Tropical Storm "Elsa" strengthened into a hurricane at 12:30 UTC on July 2, 2021, 65 km (40 miles) W of Barbados, making it the first hurricane of the 2021 Atlantic hurricane season. Elsa is the farthest east that a hurricane has formed this early in the calendar year in the tropical Atlantic since 1933 and currently the strongest July hurricane in the eastern Caribbean since Emily in 2005.
- Outer rain bands will impact Puerto Rico late today into Saturday, and southern Hispaniola and Jamaica Saturday into Sunday. Flooding and mudslides are possible.
- There is an increasing risk of strong winds, storm surge and rainfall impacts in portions of Cuba this weekend and early next week, with impacts also possible in the Turks and Caicos and the Bahamas. Interests in these areas should monitor Elsa's progress.
- There is a risk of storm surge, wind, and rainfall impacts in the Florida Keys and portions of the Florida Peninsula early next week. However, the forecast uncertainty remains larger than usual due to Elsa's potential interaction with the Greater Antilles this weekend. Interests in Florida should also monitor Elsa's progress.
Elsa brought winds up to 120 km/h (75 mph) and heavy rains to Barbados and St. Vincent and the Grenadines, forcing authorities to open dozens of shelters and urge people to evacuate low-lying areas prone to flash flooding, mudslides, and lahars.
By 18:00 UTC, Elsa's center was located about 155 km (95 miles) WNW of St. Vincent and the Grenadines and 935 km (580 miles) ESE of Santo Domingo, Dominican Republic. It had maximum sustained winds of 140 km/h (85 mph), minimum central pressure of 991 hPa, and was moving WNW at 46 km/h (29 mph).
With Elsa reaching maximum sustained winds of 140 km/h, it became the strongest July hurricane in the eastern Caribbean since Hurricane "Emily" in 2005.
A Hurricane Warning is in effect for the southern coast of Dominican Republic from Punta Palenque to the Haiti border; and the southern portion of Haiti from Port Au Prince to the southern border with the Dominican Republic.
A Tropical Storm Warning is in effect for St. Vincent and the Grenadines, St. Lucia, Martinique, Dominica, the coast of Haiti north of Port Au Prince, south coast of the Dominican Republic east of Punta Palenque to Cabo Engano and Jamaica, where a Hurricane Watch is also in effect. Tropical Storm Watch is in effect for Grenada and its dependencies, Saba and Sint Eustatius, north coast of the Dominican Republic from Cabo Engano to Bahia de Manzanillo, Cayman Brac, and Little Cayman.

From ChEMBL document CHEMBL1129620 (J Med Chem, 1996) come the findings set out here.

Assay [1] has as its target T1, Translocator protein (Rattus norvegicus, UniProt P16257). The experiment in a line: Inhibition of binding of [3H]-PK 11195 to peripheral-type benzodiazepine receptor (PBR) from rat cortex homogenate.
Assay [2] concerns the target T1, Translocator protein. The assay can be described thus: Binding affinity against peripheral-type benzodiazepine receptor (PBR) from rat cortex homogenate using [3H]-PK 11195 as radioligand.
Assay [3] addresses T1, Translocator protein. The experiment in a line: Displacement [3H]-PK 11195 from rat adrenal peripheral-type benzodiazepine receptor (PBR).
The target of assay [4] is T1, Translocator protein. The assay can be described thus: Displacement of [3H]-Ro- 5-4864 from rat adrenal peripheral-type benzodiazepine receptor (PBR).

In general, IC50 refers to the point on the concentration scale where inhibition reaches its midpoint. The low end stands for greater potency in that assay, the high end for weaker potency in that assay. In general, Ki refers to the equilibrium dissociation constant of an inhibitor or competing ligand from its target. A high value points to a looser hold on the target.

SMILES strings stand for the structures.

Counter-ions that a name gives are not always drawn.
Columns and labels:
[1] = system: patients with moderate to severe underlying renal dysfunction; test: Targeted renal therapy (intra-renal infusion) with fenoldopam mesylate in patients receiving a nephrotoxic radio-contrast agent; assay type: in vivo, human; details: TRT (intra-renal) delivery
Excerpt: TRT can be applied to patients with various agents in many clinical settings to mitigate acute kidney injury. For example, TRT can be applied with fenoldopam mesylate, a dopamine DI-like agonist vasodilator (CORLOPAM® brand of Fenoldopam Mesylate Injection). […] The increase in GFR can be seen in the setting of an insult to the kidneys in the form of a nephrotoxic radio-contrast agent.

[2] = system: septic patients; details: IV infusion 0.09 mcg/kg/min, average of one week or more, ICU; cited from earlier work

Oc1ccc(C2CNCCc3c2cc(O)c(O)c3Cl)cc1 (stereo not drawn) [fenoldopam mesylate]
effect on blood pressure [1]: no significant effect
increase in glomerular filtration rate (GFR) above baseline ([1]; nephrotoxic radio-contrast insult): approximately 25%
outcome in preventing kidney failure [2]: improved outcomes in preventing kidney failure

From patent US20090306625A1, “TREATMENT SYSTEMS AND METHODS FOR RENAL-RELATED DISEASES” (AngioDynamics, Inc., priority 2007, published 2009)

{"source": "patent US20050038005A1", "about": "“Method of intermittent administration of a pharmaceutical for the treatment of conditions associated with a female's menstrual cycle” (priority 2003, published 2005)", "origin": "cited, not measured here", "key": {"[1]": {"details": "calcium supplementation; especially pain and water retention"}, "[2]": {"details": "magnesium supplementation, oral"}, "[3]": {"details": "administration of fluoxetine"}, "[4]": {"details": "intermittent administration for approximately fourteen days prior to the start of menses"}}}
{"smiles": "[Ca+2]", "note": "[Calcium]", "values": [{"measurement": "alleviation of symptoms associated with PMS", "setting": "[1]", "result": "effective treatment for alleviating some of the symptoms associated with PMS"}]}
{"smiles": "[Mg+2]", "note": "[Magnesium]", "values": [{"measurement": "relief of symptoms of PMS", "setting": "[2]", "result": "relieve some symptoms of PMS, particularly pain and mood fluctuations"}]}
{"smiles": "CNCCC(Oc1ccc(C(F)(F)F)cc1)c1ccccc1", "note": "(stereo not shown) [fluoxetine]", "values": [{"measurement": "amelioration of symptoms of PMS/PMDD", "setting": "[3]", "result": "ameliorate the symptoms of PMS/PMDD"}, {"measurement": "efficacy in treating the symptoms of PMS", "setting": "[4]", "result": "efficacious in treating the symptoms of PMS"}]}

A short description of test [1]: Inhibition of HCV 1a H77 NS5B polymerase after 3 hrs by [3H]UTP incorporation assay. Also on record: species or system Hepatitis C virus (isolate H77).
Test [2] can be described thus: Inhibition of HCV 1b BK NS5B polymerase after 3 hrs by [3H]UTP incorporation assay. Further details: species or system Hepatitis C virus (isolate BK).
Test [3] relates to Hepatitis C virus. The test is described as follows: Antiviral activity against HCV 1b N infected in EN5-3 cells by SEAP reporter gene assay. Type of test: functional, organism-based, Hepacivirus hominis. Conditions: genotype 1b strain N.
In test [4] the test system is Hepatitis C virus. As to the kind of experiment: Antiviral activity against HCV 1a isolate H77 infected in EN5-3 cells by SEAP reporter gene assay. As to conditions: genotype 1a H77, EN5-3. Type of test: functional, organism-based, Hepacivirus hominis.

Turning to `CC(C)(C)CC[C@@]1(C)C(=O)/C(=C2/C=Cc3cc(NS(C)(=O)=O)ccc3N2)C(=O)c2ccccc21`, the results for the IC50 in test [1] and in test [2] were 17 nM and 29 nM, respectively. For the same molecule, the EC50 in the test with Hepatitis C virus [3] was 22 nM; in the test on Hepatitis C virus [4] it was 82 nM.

Interests elsewhere in the Windward Islands, Leeward Islands, the Virgin Islands, Puerto Rico, the Dominican Republic, Cuba, and the Cayman Islands should monitor the progress of Elsa as additional watches and warnings will likely be required later today, NHC forecasters said.
The hurricane is expected to continue moving WNW during the next couple of days, with some decrease in forward speed by Sunday night (local time).
On the forecast track, Elsa will move away from the Windward Islands during the next several hours, move across the eastern Caribbean Sea this afternoon and tonight (LT), and move near the southern coast of Hispaniola late Saturday or Saturday night, July 3.
By Sunday, Elsa is forecast to move near Jamaica and portions of eastern Cuba, and move near portions of central and western Cuba Sunday night and early Monday, July 5.
Hurricane "Elsa" at 13:30 UTC on July 2, 2021. Credit: NOAA/GOES-East, RAMMB/CIRA, TW
"Elsa has reached hurricane strength at 59.8°W – the farthest east that a hurricane has formed this early in the calendar year in the tropical Atlantic (south of 23.5°N) since 1933," Dr. Philip Klotzbach said.
"Since 1900, the following Atlantic hurricane seasons have had eastern Caribbean (<=20°, 75-60°) hurricanes in June/July: 1926, 1933, 1961, 1996, 2005, 2020 and now 2021."
GFS forecast models
Featured image: Hurricane "Elsa" at 13:30 UTC on July 2, 2021. Credit: NOAA/GOES-East, RAMMB/CIRA, TW
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